Someone will come, I told myself as the hours marched mercilessly by. Someone will come for Eva. Someone will come to take her home. No one did. Not even Gedi came. Crows came for Bhaltair, and I didn’t try to frighten them off. A few hours after noon, some of the village men came for their fallen neighbor. I listened to them cry his name as they approached. They were slow men, soft and tender, far more tender than the foxes I had once killed for Eva.


Later that night, the crows came for them as well.


The next day, I was a man again—the sort of man who had lived in the town once, had slept wrapped up in a wolf pelt, had played with other boys who had grown up to be men like Bhaltair. I was a man again, and there are certain things a man must do. I picked Eva up. I carried her to her grandmother’s home and placed her on the bed. I remember seeing Gedi waiting for us, stiff and cold in her chair, with a jagged axe wound in her side. I kissed my patient guardian’s cheek, smoothed back her hair, and pulled a blanket over her. I should have said words. A man must always say words. No words came.


The next bit was easy. Wolves can’t light fires, but men can. I found Gedi’s stock of whiskey, took a long slow drink, then poured the rest onto the bed. The tawny liquid splashed across Eva’s cheeks like amber sunlight. There was a wreath of wildflowers lying on the table. I settled it on her head. My woods-witch queen, I thought. Wildflower lady. I still didn’t speak. I could still taste her name on my lips. I could still hear the echo of her name in my ears. But there was only silence in the cabin, when I struck the flint and wrapped Eva and Gedi in their fine red cloaks.


Don’t go into the woods, they say nowadays. There’s a beast in the woods who will tear out your throat and gnaw on your bones. They don’t say it in the town, of course. They don’t say anything at all in the town, because the town is no longer anything at all. The town doesn’t smell of warm bread and fire-smoke anymore. Now it smells of blood and snow and moonlight madness. Now it smells like wolf-town.


April 18, 2020 00:46

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10 comments

Kelechi Nwokoma
21:44 May 07, 2020

It's really nice. I love all your descriptions and your use of metaphors.. Keep it up.

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Des Feller
18:48 May 01, 2020

This story was just as amazing, if even more so, then your last one! I fell in love with the Wolf and the Witch, and I love all of the little pieces of symbolism throughout the whole story. I am so excited for you to continue writing!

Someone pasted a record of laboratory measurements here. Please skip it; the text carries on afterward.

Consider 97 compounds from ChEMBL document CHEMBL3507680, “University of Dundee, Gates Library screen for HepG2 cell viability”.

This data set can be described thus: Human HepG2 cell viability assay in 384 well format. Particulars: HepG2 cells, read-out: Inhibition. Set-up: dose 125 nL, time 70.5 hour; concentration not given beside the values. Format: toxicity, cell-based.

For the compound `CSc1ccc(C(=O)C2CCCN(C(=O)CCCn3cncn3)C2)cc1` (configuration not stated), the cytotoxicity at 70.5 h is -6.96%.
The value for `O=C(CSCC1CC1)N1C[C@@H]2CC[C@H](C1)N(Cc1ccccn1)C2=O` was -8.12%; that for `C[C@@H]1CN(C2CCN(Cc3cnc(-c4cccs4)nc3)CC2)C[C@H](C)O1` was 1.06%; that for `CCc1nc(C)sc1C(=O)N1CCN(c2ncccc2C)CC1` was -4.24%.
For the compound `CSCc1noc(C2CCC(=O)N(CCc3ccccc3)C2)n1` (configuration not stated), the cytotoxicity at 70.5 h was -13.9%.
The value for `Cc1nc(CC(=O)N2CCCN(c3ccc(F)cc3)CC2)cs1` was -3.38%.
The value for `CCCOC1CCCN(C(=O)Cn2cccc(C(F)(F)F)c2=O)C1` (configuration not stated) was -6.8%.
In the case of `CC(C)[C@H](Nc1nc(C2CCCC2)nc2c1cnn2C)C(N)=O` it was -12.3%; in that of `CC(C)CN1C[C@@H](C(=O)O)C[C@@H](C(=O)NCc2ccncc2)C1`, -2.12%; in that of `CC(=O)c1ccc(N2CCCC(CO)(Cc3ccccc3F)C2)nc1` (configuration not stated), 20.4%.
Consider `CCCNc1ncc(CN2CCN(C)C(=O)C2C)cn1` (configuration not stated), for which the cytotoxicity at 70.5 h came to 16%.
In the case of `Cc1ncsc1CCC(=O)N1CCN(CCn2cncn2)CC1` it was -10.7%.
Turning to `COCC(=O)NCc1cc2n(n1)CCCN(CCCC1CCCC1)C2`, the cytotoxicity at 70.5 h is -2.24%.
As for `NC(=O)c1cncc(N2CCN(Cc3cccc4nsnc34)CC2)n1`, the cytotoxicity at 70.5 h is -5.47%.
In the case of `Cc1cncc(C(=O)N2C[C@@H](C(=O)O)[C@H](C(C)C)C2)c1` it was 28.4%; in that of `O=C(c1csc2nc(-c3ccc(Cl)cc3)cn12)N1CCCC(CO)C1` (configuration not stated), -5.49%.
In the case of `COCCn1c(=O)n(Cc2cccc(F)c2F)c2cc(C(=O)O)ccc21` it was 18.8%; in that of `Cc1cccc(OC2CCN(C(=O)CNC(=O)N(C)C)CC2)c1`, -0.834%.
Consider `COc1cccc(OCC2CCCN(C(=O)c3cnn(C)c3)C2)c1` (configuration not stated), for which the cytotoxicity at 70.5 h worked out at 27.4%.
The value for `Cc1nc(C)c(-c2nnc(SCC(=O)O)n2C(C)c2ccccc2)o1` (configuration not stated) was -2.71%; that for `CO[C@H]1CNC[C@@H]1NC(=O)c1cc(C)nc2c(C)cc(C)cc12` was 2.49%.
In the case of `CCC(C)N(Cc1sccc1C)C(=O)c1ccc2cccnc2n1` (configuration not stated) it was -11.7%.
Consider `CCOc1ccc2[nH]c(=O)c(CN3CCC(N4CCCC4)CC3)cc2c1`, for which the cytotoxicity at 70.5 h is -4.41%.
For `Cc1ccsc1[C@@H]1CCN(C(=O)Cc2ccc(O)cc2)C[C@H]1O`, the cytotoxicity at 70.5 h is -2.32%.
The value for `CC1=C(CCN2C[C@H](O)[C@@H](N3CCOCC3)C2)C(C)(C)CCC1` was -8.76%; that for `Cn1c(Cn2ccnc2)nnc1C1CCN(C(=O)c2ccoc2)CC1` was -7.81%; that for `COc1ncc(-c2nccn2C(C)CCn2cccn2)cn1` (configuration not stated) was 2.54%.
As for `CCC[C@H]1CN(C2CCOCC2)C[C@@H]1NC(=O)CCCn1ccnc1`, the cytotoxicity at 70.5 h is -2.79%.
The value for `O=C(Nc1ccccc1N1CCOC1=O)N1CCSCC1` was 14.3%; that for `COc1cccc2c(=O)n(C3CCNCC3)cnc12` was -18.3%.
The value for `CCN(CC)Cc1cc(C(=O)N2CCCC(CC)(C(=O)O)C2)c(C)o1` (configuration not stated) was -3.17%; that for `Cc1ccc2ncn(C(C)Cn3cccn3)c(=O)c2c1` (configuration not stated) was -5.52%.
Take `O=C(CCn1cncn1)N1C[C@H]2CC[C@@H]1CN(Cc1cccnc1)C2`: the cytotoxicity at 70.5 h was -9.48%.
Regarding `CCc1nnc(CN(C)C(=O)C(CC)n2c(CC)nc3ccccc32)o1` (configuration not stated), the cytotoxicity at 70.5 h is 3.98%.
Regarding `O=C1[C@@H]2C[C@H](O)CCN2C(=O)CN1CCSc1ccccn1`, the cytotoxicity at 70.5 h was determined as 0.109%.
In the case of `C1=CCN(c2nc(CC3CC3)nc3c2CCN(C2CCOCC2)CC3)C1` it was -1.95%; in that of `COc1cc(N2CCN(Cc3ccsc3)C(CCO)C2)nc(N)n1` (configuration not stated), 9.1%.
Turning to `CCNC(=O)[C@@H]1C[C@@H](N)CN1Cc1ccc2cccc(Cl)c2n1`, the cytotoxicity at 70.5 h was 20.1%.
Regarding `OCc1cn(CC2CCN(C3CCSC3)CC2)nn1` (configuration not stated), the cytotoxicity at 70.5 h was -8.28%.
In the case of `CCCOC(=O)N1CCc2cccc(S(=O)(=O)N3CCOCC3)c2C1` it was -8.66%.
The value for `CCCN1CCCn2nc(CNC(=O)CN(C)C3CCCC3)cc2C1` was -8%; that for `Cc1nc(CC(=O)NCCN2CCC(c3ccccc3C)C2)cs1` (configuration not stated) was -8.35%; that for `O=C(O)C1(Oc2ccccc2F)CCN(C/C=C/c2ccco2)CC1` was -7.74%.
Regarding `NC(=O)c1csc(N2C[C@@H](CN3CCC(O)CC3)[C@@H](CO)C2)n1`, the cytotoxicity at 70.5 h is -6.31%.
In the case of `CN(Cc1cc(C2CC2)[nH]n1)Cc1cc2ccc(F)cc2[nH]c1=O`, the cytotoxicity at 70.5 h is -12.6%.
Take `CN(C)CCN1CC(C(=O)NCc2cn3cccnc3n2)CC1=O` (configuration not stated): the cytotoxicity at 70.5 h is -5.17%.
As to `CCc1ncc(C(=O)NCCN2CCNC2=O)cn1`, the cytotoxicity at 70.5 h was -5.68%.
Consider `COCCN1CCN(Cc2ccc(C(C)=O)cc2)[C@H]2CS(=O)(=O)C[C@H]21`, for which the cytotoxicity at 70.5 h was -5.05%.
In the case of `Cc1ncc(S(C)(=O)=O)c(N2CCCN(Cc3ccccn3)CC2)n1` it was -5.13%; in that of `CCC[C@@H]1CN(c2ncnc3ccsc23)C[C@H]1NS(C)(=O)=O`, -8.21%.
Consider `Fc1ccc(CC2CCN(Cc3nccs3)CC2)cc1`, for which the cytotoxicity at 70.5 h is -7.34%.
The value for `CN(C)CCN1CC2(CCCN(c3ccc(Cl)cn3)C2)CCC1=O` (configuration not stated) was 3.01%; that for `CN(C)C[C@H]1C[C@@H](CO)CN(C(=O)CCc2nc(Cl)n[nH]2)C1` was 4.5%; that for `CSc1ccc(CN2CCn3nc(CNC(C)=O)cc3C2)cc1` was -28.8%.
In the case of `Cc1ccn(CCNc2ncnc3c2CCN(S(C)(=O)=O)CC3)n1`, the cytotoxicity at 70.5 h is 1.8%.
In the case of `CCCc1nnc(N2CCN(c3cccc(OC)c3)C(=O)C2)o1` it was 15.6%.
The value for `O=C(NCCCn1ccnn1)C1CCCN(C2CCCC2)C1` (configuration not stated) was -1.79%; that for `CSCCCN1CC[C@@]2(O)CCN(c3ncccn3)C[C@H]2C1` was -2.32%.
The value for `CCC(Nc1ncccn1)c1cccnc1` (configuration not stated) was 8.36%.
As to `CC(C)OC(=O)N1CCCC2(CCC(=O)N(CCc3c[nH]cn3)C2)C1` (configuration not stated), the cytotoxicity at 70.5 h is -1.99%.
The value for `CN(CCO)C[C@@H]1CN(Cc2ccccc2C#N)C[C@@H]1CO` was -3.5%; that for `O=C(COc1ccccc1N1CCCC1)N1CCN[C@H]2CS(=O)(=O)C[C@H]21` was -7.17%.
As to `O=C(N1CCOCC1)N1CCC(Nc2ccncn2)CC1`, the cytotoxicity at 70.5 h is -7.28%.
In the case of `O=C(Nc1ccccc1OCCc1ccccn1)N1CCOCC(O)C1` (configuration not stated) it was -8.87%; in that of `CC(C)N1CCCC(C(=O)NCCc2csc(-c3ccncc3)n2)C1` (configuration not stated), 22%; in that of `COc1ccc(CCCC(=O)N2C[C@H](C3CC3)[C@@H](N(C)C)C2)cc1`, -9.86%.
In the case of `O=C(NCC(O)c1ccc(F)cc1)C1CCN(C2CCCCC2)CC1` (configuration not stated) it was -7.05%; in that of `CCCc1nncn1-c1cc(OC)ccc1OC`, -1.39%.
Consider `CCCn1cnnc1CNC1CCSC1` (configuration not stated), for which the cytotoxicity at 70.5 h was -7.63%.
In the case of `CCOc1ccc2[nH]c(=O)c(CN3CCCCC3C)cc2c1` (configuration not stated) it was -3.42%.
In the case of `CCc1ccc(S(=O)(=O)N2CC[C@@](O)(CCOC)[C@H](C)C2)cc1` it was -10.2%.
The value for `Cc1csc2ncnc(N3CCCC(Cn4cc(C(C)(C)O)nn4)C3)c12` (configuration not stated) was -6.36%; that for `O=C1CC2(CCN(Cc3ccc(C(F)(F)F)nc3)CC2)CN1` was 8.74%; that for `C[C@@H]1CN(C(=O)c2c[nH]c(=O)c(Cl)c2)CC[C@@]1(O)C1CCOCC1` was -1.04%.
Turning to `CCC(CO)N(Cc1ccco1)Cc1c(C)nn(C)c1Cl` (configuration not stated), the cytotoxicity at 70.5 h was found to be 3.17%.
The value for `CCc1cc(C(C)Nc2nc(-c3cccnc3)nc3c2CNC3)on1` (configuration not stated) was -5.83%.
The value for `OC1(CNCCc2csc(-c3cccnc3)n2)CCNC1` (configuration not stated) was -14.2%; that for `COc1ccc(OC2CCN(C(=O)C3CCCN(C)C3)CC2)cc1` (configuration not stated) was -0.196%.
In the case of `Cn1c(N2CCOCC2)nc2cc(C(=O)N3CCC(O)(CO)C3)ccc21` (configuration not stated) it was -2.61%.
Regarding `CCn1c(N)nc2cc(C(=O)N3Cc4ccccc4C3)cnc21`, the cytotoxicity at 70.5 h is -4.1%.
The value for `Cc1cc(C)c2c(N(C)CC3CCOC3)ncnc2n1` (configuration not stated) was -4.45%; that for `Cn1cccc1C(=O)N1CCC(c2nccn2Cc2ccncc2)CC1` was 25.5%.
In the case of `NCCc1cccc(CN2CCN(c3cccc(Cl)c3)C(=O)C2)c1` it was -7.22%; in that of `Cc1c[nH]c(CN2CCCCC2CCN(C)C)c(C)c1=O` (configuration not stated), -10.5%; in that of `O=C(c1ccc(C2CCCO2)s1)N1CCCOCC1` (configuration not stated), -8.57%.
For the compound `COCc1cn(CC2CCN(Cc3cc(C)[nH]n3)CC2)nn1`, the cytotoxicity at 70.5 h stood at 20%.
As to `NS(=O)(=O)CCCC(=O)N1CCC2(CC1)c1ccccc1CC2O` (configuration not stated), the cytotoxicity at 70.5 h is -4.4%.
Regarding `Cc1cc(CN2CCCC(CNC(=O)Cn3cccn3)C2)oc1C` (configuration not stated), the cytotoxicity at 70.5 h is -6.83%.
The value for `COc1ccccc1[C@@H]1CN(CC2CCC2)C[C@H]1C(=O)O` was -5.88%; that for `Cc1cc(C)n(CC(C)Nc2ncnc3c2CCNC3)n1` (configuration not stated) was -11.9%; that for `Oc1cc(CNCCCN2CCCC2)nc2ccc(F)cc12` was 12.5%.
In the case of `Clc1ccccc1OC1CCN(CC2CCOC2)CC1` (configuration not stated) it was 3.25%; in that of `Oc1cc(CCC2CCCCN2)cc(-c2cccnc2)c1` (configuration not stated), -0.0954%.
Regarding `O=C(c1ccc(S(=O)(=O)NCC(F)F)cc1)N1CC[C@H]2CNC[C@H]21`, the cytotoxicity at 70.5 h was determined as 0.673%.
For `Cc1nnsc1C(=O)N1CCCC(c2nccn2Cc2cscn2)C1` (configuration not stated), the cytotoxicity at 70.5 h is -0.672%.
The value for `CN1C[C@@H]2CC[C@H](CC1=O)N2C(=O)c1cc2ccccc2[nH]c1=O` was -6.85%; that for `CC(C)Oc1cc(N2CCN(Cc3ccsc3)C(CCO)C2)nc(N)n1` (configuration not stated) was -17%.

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Laiba M
01:21 Apr 30, 2020

Great job, Naomi! I love your stories a lot, especially your descriptions :)

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11:54 Apr 28, 2020

That gave me shivers, it was amazing! After reading the first one, I didn't think this would beat it, but I couldn't stop reading!

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Naomi Coffman
07:05 Apr 29, 2020

Thank you!

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17:16 Apr 23, 2020

Damn, this is wonderful. There have been many, many reworkings of this tale, and it takes a deft touch to write one this original and surprising. It's not easy to go up against the likes of Angela Carter. :) I know that leaving critiques seems to be a thing on this site. I'm new here, so forgive me if I'm totally wrong and overstepping. I only critique things that I think are worth reading. And this very much is. It's faults are few. For me, the first page or two, while (I think deliberately) subtle, could use just a few more words t...

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Naomi Coffman
07:08 Apr 29, 2020

I always appreciate advice and constructive criticism, so thanks for your post! It means a lot to me when people give suggestions for improvement - I am always looking to get better.

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Izzie Q.
17:17 Apr 19, 2020

Yes! I am so happy to find that you wrote another story! Amazing job, along with the last one!

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Izzie Q.
20:45 Apr 23, 2020

It seems as though I check back here every day, waiting for some more stories and I love re-reading the ones you already have, never disappointed. I look forward to more in the future!

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Naomi Coffman
07:08 Apr 29, 2020

Thank you so much!